New Zealand has become one of the first countries in the world to mandate that large companies must report on their climate emissions as well as the climate-related threats they face. Who does it apply to and how does it affect your business?
The new rules apply to around 200 of our NZX-listed and large companies, banks, insurers and fund managers - those with annual revenue of $60 million a year or more.
The Financial Markets Authority oversees the new regulation, which will require the first climate statements to be published in April 2024 for the previous financial year.
Next month, final record keeping guidance will be published, indicating exactly what data needs to be gathered and in what formats. The aim is to require our big companies to disclose their climate impact, giving investors and partners visibility into the sustainability of our businesses.
Most large businesses are already gathering and reporting data as part of compliance processes. Many are already reporting ESG (environment, social, governance) data and indicators. But with the new climate disclosures requiring independent auditing, companies will need to have robust processes in place.
“You need to be able to report on your greenhouse gas emissions from scope one - your direct emissions, so things like the fuel for your cars, the energy you're purchasing, but also the scope three emissions that are generated across the whole supply chain,” Greg Scott, a KPMG director and data governance expert, told The Business of Tech podcast earlier this month.
Know your data lineage
For many businesses with operations spread throughout the country, that will require a more mature approach to capturing, storing and reporting emissions data.
A plethora of software platforms from the likes of Microsoft, Salesforce, and AWS have emerged in recent years to help companies gather such data in one central place, giving them a dashboard of indicators and data in formats that regulators require.
Sustainability consultants like Toitū Envirocare are also offering advice to businesses on best practice.
“I think the challenge will be how you pull all that information together and use it to inform your decision making around risks and opportunities in the future,” says Scott.
A focus on data governance will be key, including understanding where your data is coming from, what Scott refers to as your “data lineage”.
“So what's your source system? How's it transformed? What are the algorithms? Are you comfortable with all that kind of stuff? Do you have controls in place to manage data quality?” he says.
These are all questions, sustainability officers and senior leadership teams will need to be asking themselves as the new regulations loom.
Ultimately, Scott says, the disclosure regime should be seen as an opportunity to improve ESG performance. A KPMG report last year ranked New Zealand 38 out of 58 countries in its Survey of Sustainability Reporting by the top 100 companies in the country.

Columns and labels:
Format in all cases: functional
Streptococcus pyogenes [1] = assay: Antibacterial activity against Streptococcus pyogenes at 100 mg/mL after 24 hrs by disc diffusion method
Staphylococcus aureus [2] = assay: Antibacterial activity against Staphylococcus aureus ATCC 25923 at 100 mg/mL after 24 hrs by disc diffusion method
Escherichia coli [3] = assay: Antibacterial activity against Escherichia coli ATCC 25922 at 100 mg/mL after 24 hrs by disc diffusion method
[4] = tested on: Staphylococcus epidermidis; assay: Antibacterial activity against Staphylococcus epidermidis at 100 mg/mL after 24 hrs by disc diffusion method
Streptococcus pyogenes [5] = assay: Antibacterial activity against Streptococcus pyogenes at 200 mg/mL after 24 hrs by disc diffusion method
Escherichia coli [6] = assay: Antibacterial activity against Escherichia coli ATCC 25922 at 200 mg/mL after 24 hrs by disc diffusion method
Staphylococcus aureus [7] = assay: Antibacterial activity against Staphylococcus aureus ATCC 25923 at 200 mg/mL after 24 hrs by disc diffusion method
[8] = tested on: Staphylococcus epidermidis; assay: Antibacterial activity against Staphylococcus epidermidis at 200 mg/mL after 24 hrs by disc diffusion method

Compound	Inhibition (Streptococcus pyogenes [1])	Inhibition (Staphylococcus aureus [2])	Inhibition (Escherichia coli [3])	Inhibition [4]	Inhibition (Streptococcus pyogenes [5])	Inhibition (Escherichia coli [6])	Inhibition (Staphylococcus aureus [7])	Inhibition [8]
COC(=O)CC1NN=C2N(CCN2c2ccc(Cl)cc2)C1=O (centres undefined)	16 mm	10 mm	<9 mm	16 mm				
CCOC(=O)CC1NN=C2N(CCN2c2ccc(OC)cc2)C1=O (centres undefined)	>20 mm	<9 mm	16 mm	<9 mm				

KPMG described that performance as “underwhelming” and a risk to our competitiveness as other countries improve their ESG performance.
“I think everyone wants to do the right thing,” Scott told The Business of Tech.
“You can start seeing where you can cut back and actually make a difference. So I'm really hopeful that this is going to start accelerating climate resilience in New Zealand moving forward.”
Here are five things you can do now to prepare for the climate disclosure regime, and to set up your voluntary ESG reporting efforts for success.
1. Understand applicable regulations and standards:
Familiarise yourself with the relevant local, regional, and national regulations that pertain to GHG emissions reporting. Understand the reporting frameworks, methodologies, and calculation methodologies that are recognised by regulatory authorities and international standards (e.g., FMA disclosure requirements, ISO 14064, GHG Protocol).
2. Set clear emission boundaries:
Define the scope of your emissions reporting. This includes determining what emissions sources will be included (e.g. direct emissions from owned facilities, indirect emissions from purchased electricity, emissions from business travel) and what emissions sources will be excluded. Defining clear boundaries helps ensure accurate and consistent reporting.
You should also employ internationally recognised emission factors for calculations. They provide standardised values for converting activity data (e.g., energy use) which enhances the credibility of your reporting.
3. Collect accurate data:
Collect accurate and reliable data on emissions sources. This may involve gathering data on energy consumption, fuel use, production processes, and more. Implement systems for data collection and management that minimise errors and discrepancies.
4. Calculate emissions:
Apply appropriate calculation methodologies to determine greenhouse gas (GHG) emissions. Common methods include the operational control approach (Scope 1, 2, and 3 emissions) and the market-based approach (Scope 2 emissions using renewable energy certificates). Be consistent and transparent in your calculations.
5. Set emission reduction targets:
It’s one thing to report on your emissions, but what efforts are you also going to take to reduce your emissions footprint? Establish meaningful GHG reduction targets that align with your business strategy and the urgency of addressing climate change. These targets should be specific, measurable, achievable, relevant, and time-bound (SMART).